One of my most recent projects is a super cool distressed / cottage / shabby chic look with Annie Sloan Chalk Paint blended and layered in Paloma, Paris Grey, and Pure White! I love that it's a little bit of a departure from what I 'usually' do, but that it's still classic and gorgeously elegant - while still being a little down to earth and approachable!
This gorgeous headboard came from a bedroom set that included a beautiful small chest / nightstand that I painted in Antibes a few months ago. Remember this adorable green piece on the left? One of my favorites! Well, this next project is a testament to the versatility of the Annie Sloan color line - these chalk paints can be bold and beautiful, or soft and sophisticated. And no, they don't pay me to say that.. I just really dig the vintage-inspired colors!
Anyway, I absolutely ADORE this carved oak bedroom set! I will probably paint the large chest of drawers in a beautiful neutral, but I would realllly love to see it in a fabulous jewel tone! In the meantime, I decided to play with some leftover custom blended paint and incorporate it into this project. Isn't it amazing how different this looks from the green chest now?
Read on to see how we achieved this awesomely shabby chic look!
I recently used Paloma mixed with just a hint of metallic from Modern Masters Warm Silver, and decided to use this as my base coat. First, I applied an allover color base of the Paloma blended with Paris Grey. I used a little additional water in the paint in some areas for a bit more of a color wash, and gradually built up layers, painting with a large round brush in multiple directions. This allowed the original wood stain to show through in a few areas, but also let the paint settle into the oak grain a bit more softly instead of either fully saturating the grain or leaving it exposed. The variation in finish gave a soft, natural wear look to the end result!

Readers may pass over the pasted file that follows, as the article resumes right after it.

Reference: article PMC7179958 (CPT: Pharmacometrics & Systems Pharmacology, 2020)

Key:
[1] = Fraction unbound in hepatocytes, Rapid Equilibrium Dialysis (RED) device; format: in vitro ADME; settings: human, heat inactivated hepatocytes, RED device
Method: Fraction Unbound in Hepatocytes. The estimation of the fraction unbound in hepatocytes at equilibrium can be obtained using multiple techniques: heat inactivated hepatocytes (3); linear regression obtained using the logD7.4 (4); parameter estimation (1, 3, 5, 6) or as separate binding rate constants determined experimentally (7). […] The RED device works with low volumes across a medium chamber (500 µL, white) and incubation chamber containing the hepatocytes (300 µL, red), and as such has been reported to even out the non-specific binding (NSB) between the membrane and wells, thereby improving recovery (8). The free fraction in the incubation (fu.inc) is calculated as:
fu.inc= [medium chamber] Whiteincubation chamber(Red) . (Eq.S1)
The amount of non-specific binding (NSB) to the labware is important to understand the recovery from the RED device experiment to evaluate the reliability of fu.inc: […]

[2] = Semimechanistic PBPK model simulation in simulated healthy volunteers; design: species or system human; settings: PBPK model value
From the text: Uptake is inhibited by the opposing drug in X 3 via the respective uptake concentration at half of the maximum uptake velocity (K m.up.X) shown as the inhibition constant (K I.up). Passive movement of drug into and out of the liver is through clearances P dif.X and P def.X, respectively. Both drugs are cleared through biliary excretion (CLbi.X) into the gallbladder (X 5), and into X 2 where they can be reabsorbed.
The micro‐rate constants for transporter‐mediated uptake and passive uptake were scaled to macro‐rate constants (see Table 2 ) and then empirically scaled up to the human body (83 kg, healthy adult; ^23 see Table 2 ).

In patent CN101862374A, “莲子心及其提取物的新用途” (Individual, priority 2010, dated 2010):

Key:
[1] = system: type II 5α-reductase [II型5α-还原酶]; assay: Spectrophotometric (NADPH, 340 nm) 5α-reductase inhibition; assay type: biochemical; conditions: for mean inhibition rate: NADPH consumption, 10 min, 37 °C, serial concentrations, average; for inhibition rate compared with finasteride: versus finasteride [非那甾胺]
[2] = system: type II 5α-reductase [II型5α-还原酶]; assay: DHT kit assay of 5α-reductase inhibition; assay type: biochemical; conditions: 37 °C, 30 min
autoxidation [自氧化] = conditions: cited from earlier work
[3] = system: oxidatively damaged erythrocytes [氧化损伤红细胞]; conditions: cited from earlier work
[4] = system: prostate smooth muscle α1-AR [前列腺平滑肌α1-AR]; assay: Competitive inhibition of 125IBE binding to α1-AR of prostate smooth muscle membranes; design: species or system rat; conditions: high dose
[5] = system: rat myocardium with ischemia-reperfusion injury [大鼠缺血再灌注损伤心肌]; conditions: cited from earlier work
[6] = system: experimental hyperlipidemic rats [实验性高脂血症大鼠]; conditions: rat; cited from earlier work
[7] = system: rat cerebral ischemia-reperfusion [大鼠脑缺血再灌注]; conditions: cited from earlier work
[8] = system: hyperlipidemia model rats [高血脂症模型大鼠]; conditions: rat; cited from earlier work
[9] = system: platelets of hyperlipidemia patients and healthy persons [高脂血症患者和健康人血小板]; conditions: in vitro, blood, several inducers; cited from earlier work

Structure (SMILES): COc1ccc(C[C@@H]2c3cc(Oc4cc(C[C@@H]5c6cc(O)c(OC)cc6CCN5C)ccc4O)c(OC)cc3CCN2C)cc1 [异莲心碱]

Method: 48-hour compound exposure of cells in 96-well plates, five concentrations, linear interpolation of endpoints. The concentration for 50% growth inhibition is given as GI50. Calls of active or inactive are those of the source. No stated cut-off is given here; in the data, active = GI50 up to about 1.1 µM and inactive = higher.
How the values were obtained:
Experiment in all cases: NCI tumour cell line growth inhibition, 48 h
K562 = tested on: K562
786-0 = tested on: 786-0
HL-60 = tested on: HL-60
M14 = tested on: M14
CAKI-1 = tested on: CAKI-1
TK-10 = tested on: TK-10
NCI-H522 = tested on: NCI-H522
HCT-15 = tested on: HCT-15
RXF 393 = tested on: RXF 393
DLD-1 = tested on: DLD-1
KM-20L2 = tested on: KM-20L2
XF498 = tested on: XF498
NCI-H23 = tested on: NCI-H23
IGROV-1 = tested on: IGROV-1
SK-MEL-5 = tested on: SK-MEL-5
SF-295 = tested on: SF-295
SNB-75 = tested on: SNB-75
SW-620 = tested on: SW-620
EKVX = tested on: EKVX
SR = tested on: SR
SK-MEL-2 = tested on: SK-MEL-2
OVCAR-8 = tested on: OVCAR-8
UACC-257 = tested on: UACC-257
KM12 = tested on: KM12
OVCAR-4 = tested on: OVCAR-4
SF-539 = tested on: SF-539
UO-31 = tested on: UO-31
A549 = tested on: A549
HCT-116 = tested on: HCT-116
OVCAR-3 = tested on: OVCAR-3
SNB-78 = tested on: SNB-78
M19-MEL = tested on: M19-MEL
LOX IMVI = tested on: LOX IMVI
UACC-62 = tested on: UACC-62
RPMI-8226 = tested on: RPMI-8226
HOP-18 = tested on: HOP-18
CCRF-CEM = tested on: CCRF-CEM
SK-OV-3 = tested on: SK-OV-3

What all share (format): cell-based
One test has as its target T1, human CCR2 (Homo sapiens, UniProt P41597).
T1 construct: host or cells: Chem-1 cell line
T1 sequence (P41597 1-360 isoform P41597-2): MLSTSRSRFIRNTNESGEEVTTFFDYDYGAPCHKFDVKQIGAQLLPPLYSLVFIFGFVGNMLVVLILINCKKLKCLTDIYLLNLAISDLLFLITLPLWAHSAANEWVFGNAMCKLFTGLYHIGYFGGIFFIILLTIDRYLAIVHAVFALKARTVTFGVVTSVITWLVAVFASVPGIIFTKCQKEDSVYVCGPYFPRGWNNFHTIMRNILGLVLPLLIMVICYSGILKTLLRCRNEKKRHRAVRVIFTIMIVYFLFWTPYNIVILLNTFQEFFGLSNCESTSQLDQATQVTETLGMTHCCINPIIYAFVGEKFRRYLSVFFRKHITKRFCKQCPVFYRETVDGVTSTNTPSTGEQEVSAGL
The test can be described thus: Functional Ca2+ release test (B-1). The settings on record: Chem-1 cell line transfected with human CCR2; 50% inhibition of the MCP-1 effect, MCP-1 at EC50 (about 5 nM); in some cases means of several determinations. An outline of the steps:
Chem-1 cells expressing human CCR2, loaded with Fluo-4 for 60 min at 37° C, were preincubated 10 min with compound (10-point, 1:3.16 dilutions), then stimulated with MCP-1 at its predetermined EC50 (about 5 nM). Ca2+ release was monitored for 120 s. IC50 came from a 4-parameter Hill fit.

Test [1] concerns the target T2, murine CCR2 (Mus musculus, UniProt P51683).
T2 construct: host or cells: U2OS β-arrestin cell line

Once the allover color was done, I took some of the original color blend and some Pure White, and applied this new, lighter blend with a damp detail brush. Look at the huge difference it makes versus an allover color! I once read that the difference between "homemade" and "handmade" is the finishing details. This trim detail is really a subtle color difference, but it makes an enormous impact!
Once all the trim was highlighted, I lightly distressed with a sanding block. I find them much more natural than sandpaper, but this is totally a matter of personal preference! I used a combination of dry and wet sanding for the edges, AND I pressed the bristles of the brush backwards in some damp areas to achieve this gorgeously chipped effect!
And here's the full piece. What a huge change!!